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DU hurting environment, health in Iraq

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  • World View
    US forces use of depleted uranium weapons is illegal By Neil Mackay, Investigations Editor http://www.sundayherald.com/ BRITISH and American coalition
    Message 1 of 1 , Oct 1, 2005
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      US forces' use of depleted uranium weapons is 'illegal'
      By Neil Mackay, Investigations Editor
      http://www.sundayherald.com/


      BRITISH and American coalition forces are using depleted uranium (DU)
      shells in the war against Iraq and deliberately flouting a United
      Nations resolution which classifies the munitions as illegal weapons
      of mass destruction.


      DU contaminates land, causes ill-health and cancers among the soldiers
      using the weapons, the armies they target and civilians, leading to
      birth defects in children.

      Professor Doug Rokke, ex-director of the Pentagon's depleted uranium
      project -- a former professor of environmental science at Jacksonville
      University and onetime US army colonel who was tasked by the US
      department of defence with the post-first Gulf war depleted uranium
      desert clean-up -- said use of DU was a 'war crime'.

      Rokke said: 'There is a moral point to be made here. This war was
      about Iraq possessing illegal weapons of mass destruction -- yet we
      are using weapons of mass destruction ourselves.' He added: 'Such
      double-standards are repellent.'

      The latest use of DU in the current conflict came on Friday when an
      American A10 tankbuster plane fired a DU shell, killing one British
      soldier and injuring three others in a 'friendly fire' incident.

      According to a August 2002 report by the UN subcommission, laws which
      are breached by the use of DU shells include: the Universal
      Declaration of Human Rights; the Charter of the United Nations; the
      Genocide Convention; the Convention Against Torture; the four Geneva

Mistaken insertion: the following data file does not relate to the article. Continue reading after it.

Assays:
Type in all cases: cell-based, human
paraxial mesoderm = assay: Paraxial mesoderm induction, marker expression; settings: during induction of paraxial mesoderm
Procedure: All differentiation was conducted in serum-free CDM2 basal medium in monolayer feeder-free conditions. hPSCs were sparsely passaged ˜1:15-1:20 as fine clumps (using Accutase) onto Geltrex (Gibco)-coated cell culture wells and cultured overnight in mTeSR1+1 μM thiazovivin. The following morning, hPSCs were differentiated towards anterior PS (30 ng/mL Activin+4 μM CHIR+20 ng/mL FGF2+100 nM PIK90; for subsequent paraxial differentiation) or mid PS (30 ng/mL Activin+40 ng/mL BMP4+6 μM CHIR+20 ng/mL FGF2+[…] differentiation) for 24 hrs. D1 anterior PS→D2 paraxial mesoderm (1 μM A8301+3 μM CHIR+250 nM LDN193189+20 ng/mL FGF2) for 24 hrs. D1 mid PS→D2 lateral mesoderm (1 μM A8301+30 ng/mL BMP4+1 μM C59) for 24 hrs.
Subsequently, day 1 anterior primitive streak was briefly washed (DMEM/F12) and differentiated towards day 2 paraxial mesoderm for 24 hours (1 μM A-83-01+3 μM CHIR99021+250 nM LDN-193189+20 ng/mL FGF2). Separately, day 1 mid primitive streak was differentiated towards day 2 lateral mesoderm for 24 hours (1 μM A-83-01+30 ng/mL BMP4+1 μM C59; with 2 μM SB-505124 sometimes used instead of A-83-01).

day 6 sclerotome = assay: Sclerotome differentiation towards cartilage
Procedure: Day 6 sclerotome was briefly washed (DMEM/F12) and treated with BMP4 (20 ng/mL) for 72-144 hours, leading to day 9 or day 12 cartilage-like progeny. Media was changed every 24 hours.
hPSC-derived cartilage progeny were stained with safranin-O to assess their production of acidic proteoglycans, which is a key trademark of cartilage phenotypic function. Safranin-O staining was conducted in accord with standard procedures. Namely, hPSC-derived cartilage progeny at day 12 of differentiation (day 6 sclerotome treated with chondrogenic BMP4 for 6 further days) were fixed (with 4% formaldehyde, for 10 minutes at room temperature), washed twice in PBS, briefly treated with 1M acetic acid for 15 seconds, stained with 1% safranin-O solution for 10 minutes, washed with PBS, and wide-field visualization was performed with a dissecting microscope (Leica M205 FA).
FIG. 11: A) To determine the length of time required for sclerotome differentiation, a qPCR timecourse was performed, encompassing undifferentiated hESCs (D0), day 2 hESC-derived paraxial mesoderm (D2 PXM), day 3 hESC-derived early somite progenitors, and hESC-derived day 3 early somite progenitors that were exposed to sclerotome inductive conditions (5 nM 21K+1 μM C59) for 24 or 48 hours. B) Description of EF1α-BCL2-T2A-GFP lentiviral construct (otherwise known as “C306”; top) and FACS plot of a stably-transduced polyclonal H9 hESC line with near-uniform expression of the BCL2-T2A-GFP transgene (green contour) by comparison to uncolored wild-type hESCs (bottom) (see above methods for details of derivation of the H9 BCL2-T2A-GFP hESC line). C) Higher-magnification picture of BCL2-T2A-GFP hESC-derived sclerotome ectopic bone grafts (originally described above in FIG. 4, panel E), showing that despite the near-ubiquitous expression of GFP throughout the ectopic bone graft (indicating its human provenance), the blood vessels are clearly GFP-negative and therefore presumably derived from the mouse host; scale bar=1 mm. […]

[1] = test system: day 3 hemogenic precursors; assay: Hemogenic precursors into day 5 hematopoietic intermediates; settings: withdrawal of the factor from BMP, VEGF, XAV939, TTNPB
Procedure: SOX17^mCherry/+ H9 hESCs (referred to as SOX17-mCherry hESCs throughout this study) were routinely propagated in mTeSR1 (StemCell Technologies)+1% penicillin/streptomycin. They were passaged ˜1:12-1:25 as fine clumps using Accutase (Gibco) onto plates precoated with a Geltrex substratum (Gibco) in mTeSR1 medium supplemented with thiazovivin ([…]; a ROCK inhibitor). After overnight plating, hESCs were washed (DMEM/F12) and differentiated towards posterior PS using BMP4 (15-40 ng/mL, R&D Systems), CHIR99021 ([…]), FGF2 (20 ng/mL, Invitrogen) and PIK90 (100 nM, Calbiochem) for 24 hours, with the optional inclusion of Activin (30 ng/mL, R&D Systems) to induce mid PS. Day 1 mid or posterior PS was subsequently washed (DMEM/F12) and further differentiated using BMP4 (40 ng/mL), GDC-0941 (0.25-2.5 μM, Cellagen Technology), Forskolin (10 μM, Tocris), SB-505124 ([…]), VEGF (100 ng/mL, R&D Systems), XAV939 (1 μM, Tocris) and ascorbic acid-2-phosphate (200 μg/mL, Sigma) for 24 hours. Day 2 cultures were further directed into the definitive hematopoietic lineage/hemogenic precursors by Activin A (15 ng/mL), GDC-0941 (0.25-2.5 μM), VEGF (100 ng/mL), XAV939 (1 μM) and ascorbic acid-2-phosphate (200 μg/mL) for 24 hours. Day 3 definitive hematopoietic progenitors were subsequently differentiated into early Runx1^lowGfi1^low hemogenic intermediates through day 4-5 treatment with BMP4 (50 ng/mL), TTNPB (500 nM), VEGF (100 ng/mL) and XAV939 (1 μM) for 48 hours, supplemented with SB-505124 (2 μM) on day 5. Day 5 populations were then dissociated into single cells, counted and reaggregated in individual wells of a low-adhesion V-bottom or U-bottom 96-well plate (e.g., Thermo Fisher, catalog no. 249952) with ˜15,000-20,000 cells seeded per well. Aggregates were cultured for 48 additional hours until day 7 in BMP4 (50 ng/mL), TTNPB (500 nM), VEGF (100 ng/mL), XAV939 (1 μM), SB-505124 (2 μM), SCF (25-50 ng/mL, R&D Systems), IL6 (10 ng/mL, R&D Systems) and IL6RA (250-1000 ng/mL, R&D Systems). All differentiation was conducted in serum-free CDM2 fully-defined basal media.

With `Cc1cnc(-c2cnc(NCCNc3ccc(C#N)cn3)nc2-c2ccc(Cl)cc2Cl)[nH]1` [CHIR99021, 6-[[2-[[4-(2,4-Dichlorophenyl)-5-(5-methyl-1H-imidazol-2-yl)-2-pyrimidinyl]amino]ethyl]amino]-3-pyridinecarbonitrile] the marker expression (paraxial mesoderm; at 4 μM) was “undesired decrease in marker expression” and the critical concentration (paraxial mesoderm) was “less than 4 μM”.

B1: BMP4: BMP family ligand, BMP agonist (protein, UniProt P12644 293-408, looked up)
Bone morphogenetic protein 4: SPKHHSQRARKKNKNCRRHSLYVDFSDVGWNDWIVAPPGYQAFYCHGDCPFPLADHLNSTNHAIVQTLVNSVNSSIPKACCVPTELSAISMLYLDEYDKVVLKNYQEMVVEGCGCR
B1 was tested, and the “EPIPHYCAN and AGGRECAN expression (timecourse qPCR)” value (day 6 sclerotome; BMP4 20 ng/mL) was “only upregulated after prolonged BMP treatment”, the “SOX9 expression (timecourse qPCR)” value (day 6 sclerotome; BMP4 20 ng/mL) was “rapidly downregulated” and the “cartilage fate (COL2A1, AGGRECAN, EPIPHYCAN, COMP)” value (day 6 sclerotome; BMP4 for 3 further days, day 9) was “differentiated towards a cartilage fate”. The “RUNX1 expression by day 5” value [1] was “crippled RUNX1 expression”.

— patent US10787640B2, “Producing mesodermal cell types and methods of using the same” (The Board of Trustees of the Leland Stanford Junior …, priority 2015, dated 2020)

Conventions of 1949; the Conventional Weapons Convention of 1980; and
      the Hague Conventions of 1899 and 1907, which expressly forbid
      employing 'poison or poisoned weapons' and 'arms, projectiles or
      materials calculated to cause unnecessary suffering'. All of these
      laws are designed to spare civilians from unwarranted suffering in
      armed conflicts.

      DU has been blamed for the effects of Gulf war syndrome -- typified by
      chronic muscle and joint pain, fatigue and memory loss -- among
      200,000 US soldiers after the 1991 conflict.

      It is also cited as the most likely cause of the 'increased number of
      birth deformities and cancer in Iraq' following the first Gulf war.

      'Cancer appears to have increased between seven and 10 times and
      deformities between four and six times,' according to the UN
      subcommission.

      The Pentagon has admitted that 320 metric tons of DU were left on the
      battlefield after the first Gulf war, although Russian military
      experts say 1000 metric tons is a more accurate figure.

      In 1991, the Allies fired 944,000 DU rounds or some 2700 tons of DU
      tipped bombs. A UK Atomic Energy Authority report said that some
      500,000 people would die before the end of this century, due to
      radioactive debris left in the desert.

      The use of DU has also led to birth defects in the children of Allied
      veterans and is believed to be the cause of the 'worrying number of
      anophthalmos cases -- babies born without eyes' in Iraq. Only one in
      50 million births should be anophthalmic, yet one Baghdad hospital had
      eight cases in just two years. Seven of the fathers had been exposed
      to American DU anti-tank rounds in 1991. There have also been cases of
      Iraqi babies born without the crowns of their skulls, a deformity also
      linked to DU shelling.

      A study of Gulf war veterans showed that 67% had children with severe
      illnesses, missing eyes, blood infections, respiratory problems and
      fused fingers.

      Rokke told the Sunday Herald: 'A nation's military personnel cannot
      wilfully contaminate any other nation, cause harm to persons and the
      environment and then ignore the consequences of their actions.

      'To do so is a crime against humanity.

      'We must do what is right for the citizens of the world -- ban DU.'

      He called on the US and UK to 'recognise the immoral consequences of
      their actions and assume responsibility for medical care and thorough
      environmental remediation'.

      He added: 'We can't just use munitions which leave a toxic wasteland
      behind them and kill indiscriminately.

      'It is equivalent to a war crime.'

      Rokke said that coalition troops were currently fighting in the Gulf
      without adequate respiratory protection against DU contamination.

      The Sunday Herald has previously revealed how the Ministry of Defence
      had test-fired some 6350 DU rounds into the Solway Firth over more
      than a decade, from 1989 to 1999.

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